Film Review: Notorious
Jamal “Gravy” Woolard as the Notorious B.I.G. in Notorious
Boss Lady was recently part of a select group of media chosen to attend a press junket held by Fox Searchlight in New York City for Notorious, the upcoming biopic about the life and death of the Notorious B.I.G.
The day began with a bus tour of Brooklyn in honor of BIG, hosted by the late rapper’s manager (and co-producer of the film) Wayne Barrow.
The first stop was Westinghouse High School, where Biggie first met fellow students Jay-Z and Busta Rhymes (“They used to battle in the hallways, stairways and outside”, commented Barrow):
Westinghouse High School
Next stop was Brooklyn favorite Junior’s, a restaurant renown for its cheesecake (“If you’re from Brooklyn, you’ve eaten at Junior’s”, said Barrow):
The bus then headed into Brooklyn and stopped at Queen of All Saints, Big’s middle school at 300 Vanderbilt Ave. Neighborhood kids starting throwing rocks at the bus and Barrow laughed, commenting “That’s how we say welcome around here”):
Queen of All Saints
Finally the bus reached 226 St. James Place (now considered Clinton Hill, formerly Bedford-Stuyvesant), the apartment building where Big grew up that’s also featured in the movie. This was the spot “where he used to hustle, where he used to eat his chicken wings and fried rice when he was broke”, said Barrow.
Voletta Wallace, Big’s mom, met everyone at the front of the building:
Wayne Barrow and Voletta Wallace at 226 St. James Place
Ms Wallace talked to the crowd of journalists about living on the third floor, about how Big used to throw parties at the Orient Temple across the street, about how he was a young boy growing up.
Wayne Barrow and Ms Wallace then walked the group over to the corner of St. James and Fulton Street, talking about how Big used to hustle on the corner. The onto Golden Krust, the Jamaican fast-food eatery where everyone was served free patties and Ting (grapefruit) soda:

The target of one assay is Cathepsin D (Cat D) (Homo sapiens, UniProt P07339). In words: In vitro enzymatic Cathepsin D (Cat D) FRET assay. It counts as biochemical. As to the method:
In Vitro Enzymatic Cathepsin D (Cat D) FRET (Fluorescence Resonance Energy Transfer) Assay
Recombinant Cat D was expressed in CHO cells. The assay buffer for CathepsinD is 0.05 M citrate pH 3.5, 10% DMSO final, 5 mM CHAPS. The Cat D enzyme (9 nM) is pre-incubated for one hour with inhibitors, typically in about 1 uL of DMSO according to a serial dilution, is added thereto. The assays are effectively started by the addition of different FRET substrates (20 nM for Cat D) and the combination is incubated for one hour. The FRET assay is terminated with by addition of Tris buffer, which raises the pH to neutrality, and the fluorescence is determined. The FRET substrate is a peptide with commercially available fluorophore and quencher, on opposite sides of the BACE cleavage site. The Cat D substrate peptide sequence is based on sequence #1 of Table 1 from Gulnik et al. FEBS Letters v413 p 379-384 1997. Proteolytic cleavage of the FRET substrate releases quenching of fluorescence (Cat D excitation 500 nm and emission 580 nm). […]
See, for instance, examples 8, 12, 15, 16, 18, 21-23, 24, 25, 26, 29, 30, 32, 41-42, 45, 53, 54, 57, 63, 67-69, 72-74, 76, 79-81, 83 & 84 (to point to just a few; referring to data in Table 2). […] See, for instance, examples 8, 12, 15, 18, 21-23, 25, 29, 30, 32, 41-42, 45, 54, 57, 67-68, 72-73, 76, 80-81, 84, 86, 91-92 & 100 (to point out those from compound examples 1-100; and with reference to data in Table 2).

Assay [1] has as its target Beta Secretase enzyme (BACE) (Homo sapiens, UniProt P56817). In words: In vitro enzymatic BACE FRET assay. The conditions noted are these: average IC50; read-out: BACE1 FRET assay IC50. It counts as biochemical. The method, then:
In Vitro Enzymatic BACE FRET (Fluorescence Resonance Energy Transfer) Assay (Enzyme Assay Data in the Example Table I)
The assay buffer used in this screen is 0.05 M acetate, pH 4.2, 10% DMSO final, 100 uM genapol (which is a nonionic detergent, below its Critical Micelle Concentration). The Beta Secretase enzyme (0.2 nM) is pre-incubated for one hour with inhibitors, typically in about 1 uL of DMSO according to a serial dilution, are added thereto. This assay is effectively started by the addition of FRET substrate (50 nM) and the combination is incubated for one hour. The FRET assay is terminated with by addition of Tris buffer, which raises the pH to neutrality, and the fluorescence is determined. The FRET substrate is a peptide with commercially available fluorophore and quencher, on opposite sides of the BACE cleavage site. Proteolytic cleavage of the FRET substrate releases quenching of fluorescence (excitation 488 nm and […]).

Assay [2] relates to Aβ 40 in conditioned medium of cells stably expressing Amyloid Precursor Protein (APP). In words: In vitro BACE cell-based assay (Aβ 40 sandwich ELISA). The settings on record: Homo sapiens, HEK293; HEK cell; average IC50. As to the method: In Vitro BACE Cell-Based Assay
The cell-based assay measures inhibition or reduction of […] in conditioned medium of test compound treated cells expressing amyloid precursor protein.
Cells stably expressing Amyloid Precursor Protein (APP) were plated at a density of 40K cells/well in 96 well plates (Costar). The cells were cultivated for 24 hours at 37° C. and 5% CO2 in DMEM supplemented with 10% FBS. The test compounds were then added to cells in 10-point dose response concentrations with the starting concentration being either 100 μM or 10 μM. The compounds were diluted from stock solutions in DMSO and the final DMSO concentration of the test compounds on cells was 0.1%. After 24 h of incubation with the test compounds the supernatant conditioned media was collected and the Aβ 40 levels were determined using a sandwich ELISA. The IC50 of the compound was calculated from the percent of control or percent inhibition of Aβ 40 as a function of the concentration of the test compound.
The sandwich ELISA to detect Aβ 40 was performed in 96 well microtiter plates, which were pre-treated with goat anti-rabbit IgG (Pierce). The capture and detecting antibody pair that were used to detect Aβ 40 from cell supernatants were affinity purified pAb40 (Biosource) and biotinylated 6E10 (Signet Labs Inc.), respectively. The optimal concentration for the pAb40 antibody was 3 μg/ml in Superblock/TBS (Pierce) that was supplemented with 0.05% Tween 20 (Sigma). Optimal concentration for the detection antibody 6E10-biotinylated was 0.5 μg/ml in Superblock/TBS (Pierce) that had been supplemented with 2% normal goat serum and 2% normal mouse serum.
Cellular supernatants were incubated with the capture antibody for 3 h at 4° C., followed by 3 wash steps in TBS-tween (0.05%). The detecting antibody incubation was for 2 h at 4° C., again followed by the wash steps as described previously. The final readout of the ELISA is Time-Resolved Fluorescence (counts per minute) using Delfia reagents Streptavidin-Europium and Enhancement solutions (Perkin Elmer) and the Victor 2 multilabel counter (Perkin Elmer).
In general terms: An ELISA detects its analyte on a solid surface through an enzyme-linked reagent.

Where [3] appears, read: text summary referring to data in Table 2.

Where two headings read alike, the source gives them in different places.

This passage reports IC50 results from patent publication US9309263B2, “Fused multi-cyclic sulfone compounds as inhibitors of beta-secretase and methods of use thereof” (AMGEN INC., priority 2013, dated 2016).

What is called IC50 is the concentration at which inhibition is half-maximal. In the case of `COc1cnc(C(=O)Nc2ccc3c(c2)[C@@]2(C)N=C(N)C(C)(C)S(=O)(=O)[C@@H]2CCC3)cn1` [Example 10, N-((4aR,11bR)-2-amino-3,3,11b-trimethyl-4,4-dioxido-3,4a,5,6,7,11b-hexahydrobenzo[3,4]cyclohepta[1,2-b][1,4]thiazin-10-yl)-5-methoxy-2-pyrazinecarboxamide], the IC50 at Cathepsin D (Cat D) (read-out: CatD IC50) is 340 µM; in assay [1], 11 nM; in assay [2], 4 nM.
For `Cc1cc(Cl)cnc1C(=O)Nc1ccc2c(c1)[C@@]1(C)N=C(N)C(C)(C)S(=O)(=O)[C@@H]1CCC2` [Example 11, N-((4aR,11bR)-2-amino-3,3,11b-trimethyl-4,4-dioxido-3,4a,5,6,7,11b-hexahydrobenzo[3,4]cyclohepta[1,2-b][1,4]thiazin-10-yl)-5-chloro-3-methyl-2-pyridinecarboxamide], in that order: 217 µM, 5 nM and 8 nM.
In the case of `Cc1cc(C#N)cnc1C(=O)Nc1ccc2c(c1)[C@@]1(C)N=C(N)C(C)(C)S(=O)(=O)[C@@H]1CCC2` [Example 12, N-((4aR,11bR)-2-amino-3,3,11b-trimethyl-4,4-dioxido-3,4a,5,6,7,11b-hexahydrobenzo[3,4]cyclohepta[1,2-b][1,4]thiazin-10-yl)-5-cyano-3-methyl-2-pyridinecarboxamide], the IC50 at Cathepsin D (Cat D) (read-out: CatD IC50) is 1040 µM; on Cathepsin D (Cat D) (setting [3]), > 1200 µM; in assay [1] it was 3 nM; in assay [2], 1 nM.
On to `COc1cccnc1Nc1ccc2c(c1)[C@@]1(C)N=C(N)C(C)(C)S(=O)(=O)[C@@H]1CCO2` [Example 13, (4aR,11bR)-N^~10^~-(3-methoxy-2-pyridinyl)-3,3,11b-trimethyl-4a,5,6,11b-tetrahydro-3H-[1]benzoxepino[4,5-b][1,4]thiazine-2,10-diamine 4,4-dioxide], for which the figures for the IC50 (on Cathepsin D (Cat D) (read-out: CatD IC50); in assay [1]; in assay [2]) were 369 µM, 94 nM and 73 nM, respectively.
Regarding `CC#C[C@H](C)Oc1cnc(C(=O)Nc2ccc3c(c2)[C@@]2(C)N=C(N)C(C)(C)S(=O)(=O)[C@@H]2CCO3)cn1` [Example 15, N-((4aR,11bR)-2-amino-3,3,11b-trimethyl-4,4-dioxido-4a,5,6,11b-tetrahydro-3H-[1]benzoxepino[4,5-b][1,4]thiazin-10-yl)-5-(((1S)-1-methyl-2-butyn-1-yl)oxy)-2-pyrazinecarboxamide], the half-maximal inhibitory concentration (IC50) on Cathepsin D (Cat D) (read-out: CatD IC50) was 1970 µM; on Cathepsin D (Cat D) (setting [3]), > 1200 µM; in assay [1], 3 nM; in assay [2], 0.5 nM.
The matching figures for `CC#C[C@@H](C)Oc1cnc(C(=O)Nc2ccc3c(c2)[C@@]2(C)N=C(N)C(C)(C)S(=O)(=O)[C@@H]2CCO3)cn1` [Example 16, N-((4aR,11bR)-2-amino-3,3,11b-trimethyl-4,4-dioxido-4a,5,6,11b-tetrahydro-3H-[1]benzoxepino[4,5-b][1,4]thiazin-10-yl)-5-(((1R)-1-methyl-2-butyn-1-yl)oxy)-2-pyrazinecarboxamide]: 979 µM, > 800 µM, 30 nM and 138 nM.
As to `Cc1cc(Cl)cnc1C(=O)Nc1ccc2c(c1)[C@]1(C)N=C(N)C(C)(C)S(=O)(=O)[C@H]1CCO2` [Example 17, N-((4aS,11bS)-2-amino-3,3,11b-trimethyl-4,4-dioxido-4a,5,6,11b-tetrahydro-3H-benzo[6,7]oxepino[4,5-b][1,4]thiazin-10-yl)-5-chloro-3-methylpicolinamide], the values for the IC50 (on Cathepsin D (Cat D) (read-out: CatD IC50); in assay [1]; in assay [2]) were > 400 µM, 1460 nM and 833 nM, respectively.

Voletta Wallace and the media in front of Golden Krust on Fulton Street
Everyone was then ushered back onto the bus and headed to Magno Screening Rooms in Times Square for a preview screening of the film.
FILM REVIEW: Notorious
Notorious is a must-see movie for any fan of hip-hop music and culture.
The film begins with the emphatic strains of Biggie’s hit “Hypnotize”, where Biggie, Puffy and their crew are holding down the VIP at the VIBE Magazine party they attended on the tragic last night of Big’s life. It then flashes back to Big as a schoolboy (played by his real-life son Christopher “CJ” Wallace Jr). Angela Bassett plays Voletta Wallace, capturing her Jamaican accent and mild yet direct manner. Jamal “Gravy” Woolard is introduced as an older Biggie in a role that was meant for him; his resemblance to the title character in every way is simply eerie.
As Big grows up and starts hustling, it’s clear where his priorities lie (“Drug-dealing was like my wife. Rap was just a chick on the side” he says in the voiceover). But after he’s locked-up twice and his daughter T’yanna is born, he changes his tune. His natural lyrical talent and raw music soon end up catching the ear of upcoming music executive Sean “Puffy” Combs (played by Derek Luke, who will have viewers smiling from ear to ear with his flamboyant portrayal). Big says to Puff, “Maybe in the right hands…I could be one of the greatest” and from that moment on, the 90s-era reign of Bad Boy Records begins.
The film’s actors (including Anthony Mackie as Tupac Shakur, Naturi Naughton as Lil Kim, Antonique Smith as Faith Evans) obviously understand the historical importance of the characters they’re playing – especially Mackie, who possibly had the most difficult task of emulating one of hip-hop’s most beloved, debated and immortalized figures and who does a solid job.
Many infamous incidents are covered in the film, from Big and Tupac’s contentious friendship, to ‘Pac’s shooting at Quad Studios, The Source Awards where Suge Knight inflamed East Coast/West Coast “beef”, the tragic scene outside the VIBE party and more – all told from Big’s perspective of course.
The final scene is heart-wrenching, portraying Big’s funeral and the cavalcade of cars that traveled through Brooklyn streets afterwards. The streets are lined with thousands of his fans and the sombre mood turns into a joyous celebration of the man and his music as soon as someone decides to blast “Hypnotize” once again.
Notorious is a spirited, passionate, earnest tribute to one of the best to ever do it. Make sure you head out to the cinema when it’s released on January 16.